Whether the industry will experience a V-shaped recovery or a more U-shaped recovery is up for debate, but most oil demand estimates show a return to 2019 demand levels in Q4 2020 or Q1 2021 and potentially increasing demand throughout 2021 – a great environment for the resurgence of a leaner, more efficient industry.
Even if there is another demand destruction event like COVID-19 (which is a real possibility in our global economy), we believe there is a profitable and prominent place for the U.S. oil and gas industry in the global energy markets.
Financing the Future of Oil & Gas: Capital Reallocation and the Rise of ESG
We believe that this bright future is dependent on robust equity and debt capital investment in the industry and that investment interest will be significantly impacted by environmental, social, and governance (ESG) factors. The industry has learned during the COVID-19 pandemic that many of the key ESG focus points, including worker safety, supply- chain diversity, community impact, and the like, have been key to their survival over the last several weeks. So let’s take our successes in these areas, combine them with continued, focused efforts and progress on environmental and governance issues, and make sure investors know the great ESG story for our industry.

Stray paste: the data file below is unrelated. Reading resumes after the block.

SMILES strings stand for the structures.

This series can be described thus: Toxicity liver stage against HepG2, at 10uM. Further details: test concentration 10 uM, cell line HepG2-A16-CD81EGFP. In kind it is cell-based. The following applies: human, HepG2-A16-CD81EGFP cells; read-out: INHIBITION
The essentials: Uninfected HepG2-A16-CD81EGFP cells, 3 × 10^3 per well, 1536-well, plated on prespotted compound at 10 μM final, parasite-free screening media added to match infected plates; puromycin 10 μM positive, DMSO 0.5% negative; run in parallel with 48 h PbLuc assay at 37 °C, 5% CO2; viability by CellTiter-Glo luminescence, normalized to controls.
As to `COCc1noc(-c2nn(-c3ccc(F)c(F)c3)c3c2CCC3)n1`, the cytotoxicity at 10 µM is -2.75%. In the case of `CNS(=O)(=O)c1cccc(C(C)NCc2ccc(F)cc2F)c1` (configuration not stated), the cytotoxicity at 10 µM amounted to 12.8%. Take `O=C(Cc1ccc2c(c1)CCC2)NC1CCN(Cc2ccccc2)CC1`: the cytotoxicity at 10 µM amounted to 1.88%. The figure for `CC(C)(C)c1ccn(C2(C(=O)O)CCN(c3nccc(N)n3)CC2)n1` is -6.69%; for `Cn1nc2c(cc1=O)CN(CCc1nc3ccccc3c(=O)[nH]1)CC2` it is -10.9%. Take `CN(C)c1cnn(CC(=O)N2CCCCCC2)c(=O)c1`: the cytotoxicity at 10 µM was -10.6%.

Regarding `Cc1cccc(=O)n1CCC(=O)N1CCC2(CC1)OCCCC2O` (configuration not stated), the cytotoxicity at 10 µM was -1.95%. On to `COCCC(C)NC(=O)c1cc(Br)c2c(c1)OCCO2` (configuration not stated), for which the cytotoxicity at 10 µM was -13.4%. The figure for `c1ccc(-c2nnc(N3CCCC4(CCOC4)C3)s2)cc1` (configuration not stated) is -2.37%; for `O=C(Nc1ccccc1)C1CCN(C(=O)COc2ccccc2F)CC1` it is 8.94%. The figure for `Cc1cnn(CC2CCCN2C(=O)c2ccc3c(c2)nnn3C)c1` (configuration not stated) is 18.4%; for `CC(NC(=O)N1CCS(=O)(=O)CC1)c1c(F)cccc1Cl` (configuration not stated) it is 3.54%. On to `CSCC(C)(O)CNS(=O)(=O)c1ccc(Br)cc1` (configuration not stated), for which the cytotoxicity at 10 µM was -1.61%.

Sustainable investing (and other socially responsible investing strategies focused on ESG factors) has grown exponentially in recent years. U.S. sustainable investing assets under management now exceed $12 trillion. Record numbers of sustainable exchange-traded funds (ETFs) and mutual funds have been launched in recent years and have enjoyed net inflows year after year. And private equity funds are also participating in the trend as institutional investors continue to commit themselves to ESG principles. And with the vast majority of millennials interested in sustainable investing, ESG’s influence on capital access is here to stay. Ignoring ESG-focused capital sources would be unwise and unnecessarily hamper the industry’s recovery.